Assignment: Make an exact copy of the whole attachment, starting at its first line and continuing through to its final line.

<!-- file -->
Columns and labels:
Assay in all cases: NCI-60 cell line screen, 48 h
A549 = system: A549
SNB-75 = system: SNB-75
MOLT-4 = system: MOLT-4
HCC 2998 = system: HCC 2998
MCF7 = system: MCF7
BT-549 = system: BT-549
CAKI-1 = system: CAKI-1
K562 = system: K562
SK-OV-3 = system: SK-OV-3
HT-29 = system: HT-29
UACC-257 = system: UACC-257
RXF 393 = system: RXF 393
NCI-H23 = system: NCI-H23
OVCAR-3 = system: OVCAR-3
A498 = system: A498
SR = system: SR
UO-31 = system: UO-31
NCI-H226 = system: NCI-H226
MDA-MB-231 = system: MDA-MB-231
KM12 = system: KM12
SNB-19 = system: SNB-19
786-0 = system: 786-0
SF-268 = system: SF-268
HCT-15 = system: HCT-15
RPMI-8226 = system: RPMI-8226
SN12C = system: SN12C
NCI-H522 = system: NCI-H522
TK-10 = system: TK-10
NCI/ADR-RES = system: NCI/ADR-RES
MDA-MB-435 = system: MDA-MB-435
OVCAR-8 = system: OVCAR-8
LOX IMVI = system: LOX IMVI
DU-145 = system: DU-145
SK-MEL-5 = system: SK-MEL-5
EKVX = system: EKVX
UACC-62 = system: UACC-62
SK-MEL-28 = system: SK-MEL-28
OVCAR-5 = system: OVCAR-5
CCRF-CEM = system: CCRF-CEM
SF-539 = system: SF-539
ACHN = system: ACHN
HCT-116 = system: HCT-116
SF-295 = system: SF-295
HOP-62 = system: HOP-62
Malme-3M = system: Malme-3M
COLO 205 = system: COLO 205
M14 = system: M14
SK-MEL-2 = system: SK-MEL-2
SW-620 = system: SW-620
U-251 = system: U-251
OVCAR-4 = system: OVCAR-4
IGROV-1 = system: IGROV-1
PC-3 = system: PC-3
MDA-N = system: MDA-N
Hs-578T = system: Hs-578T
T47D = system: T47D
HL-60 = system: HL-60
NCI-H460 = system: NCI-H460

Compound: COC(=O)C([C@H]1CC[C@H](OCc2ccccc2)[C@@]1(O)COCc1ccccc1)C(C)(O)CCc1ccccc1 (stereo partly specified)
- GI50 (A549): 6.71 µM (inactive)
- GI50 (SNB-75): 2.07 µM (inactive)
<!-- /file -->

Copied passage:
Columns and labels:
Assay in all cases: NCI-60 cell line screen, 48 h
A549 = system: A549
SNB-75 = system: SNB-75
MOLT-4 = system: MOLT-4
HCC 2998 = system: HCC 2998
MCF7 = system: MCF7
BT-549 = system: BT-549
CAKI-1 = system: CAKI-1
K562 = system: K562
SK-OV-3 = system: SK-OV-3
HT-29 = system: HT-29
UACC-257 = system: UACC-257
RXF 393 = system: RXF 393
NCI-H23 = system: NCI-H23
OVCAR-3 = system: OVCAR-3
A498 = system: A498
SR = system: SR
UO-31 = system: UO-31
NCI-H226 = system: NCI-H226
MDA-MB-231 = system: MDA-MB-231
KM12 = system: KM12
SNB-19 = system: SNB-19
786-0 = system: 786-0
SF-268 = system: SF-268
HCT-15 = system: HCT-15
RPMI-8226 = system: RPMI-8226
SN12C = system: SN12C
NCI-H522 = system: NCI-H522
TK-10 = system: TK-10
NCI/ADR-RES = system: NCI/ADR-RES
MDA-MB-435 = system: MDA-MB-435
OVCAR-8 = system: OVCAR-8
LOX IMVI = system: LOX IMVI
DU-145 = system: DU-145
SK-MEL-5 = system: SK-MEL-5
EKVX = system: EKVX
UACC-62 = system: UACC-62
SK-MEL-28 = system: SK-MEL-28
OVCAR-5 = system: OVCAR-5
CCRF-CEM = system: CCRF-CEM
SF-539 = system: SF-539
ACHN = system: ACHN
HCT-116 = system: HCT-116
SF-295 = system: SF-295
HOP-62 = system: HOP-62
Malme-3M = system: Malme-3M
COLO 205 = system: COLO 205
M14 = system: M14
SK-MEL-2 = system: SK-MEL-2
SW-620 = system: SW-620
U-251 = system: U-251
OVCAR-4 = system: OVCAR-4
IGROV-1 = system: IGROV-1
PC-3 = system: PC-3
MDA-N = system: MDA-N
Hs-578T = system: Hs-578T
T47D = system: T47D
HL-60 = system: HL-60
NCI-H460 = system: NCI-H460

Compound: COC(=O)C([C@H]1CC[C@H](OCc2ccccc2)[C@@]1(O)COCc1ccccc1)C(C)(O)CCc1ccccc1 (stereo partly specified)
- GI50 (A549): 6.71 µM (inactive)
- GI50 (SNB-75): 2.07 µM (inactive)